With Citrix’s next generation virtual network computer – or ‘receiver’ – application on a Kepler based virtual GPU datacenter, it will be difficult to discriminate between using a virtual or local computer – save for the local hardware. In a demo onstage, NVIDIA demonstrated how an iPad could easily run Windows 7 (an extraordinarily bizarre sight), and how a low powered Macbook Air could run a high-powered animation application used on Industrial Light and Magic renderfarms to make changes to scenes in real time.
As NVIDIA is more commonly known for video cards that drive P.C games, an obvious application of the VGX technology is gaming. NVIDIA is implementing this with the GeForce GRID, a cloud based system of game delivery that has an average latency dramatically lower than the competing service OnLive.
“It will now be possible for game-service operators to offer bundles of games for approximately $10 a month, similar to movie-streaming services,” Mr. Huang said onstage.
NVIDIA claims that this latency is somewhere within the range of 50ms: 10ms for capturing and encoding input, 30ms of network latency, and up to 10ms of decoding the video stream.
The only hardware gamers will require is a device capable of decoding an H. 264 video stream, as NVIDIA executives explained at a post-keynote press conference.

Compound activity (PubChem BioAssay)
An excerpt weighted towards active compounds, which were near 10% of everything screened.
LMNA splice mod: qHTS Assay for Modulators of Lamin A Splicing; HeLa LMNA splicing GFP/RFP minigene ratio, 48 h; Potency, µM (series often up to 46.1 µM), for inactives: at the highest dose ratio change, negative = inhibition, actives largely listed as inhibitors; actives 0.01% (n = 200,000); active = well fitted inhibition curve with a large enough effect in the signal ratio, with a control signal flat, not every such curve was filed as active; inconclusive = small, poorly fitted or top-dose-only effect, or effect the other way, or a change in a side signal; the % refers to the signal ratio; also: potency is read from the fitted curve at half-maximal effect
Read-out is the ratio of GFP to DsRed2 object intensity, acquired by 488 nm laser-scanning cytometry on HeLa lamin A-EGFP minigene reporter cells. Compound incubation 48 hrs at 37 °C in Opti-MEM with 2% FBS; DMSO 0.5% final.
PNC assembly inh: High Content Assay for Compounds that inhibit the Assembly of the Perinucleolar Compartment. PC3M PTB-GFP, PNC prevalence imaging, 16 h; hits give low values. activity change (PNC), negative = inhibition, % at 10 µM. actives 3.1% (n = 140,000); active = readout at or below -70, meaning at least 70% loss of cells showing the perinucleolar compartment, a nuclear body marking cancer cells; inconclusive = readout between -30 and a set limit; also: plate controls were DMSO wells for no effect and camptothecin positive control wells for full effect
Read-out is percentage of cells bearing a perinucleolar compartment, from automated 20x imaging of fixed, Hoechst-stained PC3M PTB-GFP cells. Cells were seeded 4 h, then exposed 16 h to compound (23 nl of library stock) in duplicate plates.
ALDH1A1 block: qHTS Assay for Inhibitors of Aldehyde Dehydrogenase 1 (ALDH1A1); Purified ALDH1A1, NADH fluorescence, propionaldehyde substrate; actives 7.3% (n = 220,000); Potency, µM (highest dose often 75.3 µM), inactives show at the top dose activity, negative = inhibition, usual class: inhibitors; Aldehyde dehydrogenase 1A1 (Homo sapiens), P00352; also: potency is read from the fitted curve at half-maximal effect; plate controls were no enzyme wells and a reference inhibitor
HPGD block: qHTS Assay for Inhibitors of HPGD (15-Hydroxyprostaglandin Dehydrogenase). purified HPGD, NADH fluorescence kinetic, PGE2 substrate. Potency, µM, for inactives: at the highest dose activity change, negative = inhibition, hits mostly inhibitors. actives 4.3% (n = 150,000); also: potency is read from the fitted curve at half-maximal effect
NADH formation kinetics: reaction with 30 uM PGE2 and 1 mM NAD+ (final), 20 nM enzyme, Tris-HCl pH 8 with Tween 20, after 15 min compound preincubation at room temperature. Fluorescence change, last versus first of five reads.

“Where we used to render from frame buffer and copy to the CPU for compression and streaming, here it’s already streaming right out of the GPU, saving encode time, not to mention copy time,” Mr. Huang explained at the post-keynote press conference. “By compressing and streaming in parallel we’ve taken maybe a couple hundred milliseconds of lag, and reduced it to something that’s the same performance and snappiness as a game console.”
“Anything that can play YouTube can run GeForce Grid-streamed games,” Mr. Huang told the crowd.
On stage, two gamers competed against each other in the MechWarrior-esque shooter Hawken: one gamer was using an ASUS Transfomer tablet, while the other had a controller connected via USB into a smart T.V. Mr. Huang made a big deal about this, emphasizing that “the cord was the console” when the gamers took to the stage.
The advantage of the Kepler powered GeForce GRID is that the capture and compression happens on the GPU as opposed to the CPU, reducing latency. And on stage, latency was an apparent non-issue as the game looked as smooth as a console or P.C games save for some compression artifacts.
Of course, the only downsides of life on cloud Kepler are the constraints of bandwidth and data caps. While the demo on stage was being powered by a datacenter 10 miles away, what would happen when that datacenter was 100 miles away on a network that constantly dropped packets?
This cloud technology from NVIDIA looks promising, and Mr. Huang could certainly fashion his company into a “great-power” in the technology world instead of a mere “middle-power” if he executes this play properly. However, without further details of when VGX, as well as the GeForce Grid will be available for implementation on mainstream systems and definite answers on how they will deal with the bottleneck of bandwidth this is only promising technology – not real world solutions.